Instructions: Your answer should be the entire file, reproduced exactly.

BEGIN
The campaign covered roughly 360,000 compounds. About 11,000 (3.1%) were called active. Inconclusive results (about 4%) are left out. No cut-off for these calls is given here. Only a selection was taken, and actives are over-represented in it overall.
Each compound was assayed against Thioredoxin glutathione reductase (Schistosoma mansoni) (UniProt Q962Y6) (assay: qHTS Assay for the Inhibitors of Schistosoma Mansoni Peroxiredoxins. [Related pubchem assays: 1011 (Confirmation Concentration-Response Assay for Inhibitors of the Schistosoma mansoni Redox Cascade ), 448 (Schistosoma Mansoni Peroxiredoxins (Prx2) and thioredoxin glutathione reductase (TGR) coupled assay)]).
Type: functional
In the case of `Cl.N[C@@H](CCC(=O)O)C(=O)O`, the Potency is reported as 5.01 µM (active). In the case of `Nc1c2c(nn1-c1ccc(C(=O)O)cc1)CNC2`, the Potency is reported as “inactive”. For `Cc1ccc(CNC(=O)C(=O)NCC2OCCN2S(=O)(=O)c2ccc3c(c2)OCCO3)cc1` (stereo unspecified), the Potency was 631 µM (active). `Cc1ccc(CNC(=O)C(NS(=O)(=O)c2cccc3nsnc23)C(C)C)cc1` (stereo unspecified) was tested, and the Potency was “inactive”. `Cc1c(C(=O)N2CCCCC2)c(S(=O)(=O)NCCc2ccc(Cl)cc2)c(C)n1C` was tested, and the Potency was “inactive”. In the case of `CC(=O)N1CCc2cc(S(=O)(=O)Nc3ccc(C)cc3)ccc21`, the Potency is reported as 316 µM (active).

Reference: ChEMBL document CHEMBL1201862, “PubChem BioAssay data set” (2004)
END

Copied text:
The campaign covered roughly 360,000 compounds. About 11,000 (3.1%) were called active. Inconclusive results (about 4%) are left out. No cut-off for these calls is given here. Only a selection was taken, and actives are over-represented in it overall.
Each compound was assayed against Thioredoxin glutathione reductase (Schistosoma mansoni) (UniProt Q962Y6) (assay: qHTS Assay for the Inhibitors of Schistosoma Mansoni Peroxiredoxins. [Related pubchem assays: 1011 (Confirmation Concentration-Response Assay for Inhibitors of the Schistosoma mansoni Redox Cascade ), 448 (Schistosoma Mansoni Peroxiredoxins (Prx2) and thioredoxin glutathione reductase (TGR) coupled assay)]).
Type: functional
In the case of `Cl.N[C@@H](CCC(=O)O)C(=O)O`, the Potency is reported as 5.01 µM (active). In the case of `Nc1c2c(nn1-c1ccc(C(=O)O)cc1)CNC2`, the Potency is reported as “inactive”. For `Cc1ccc(CNC(=O)C(=O)NCC2OCCN2S(=O)(=O)c2ccc3c(c2)OCCO3)cc1` (stereo unspecified), the Potency was 631 µM (active). `Cc1ccc(CNC(=O)C(NS(=O)(=O)c2cccc3nsnc23)C(C)C)cc1` (stereo unspecified) was tested, and the Potency was “inactive”. `Cc1c(C(=O)N2CCCCC2)c(S(=O)(=O)NCCc2ccc(Cl)cc2)c(C)n1C` was tested, and the Potency was “inactive”. In the case of `CC(=O)N1CCc2cc(S(=O)(=O)Nc3ccc(C)cc3)ccc21`, the Potency is reported as 316 µM (active).

Reference: ChEMBL document CHEMBL1201862, “PubChem BioAssay data set” (2004)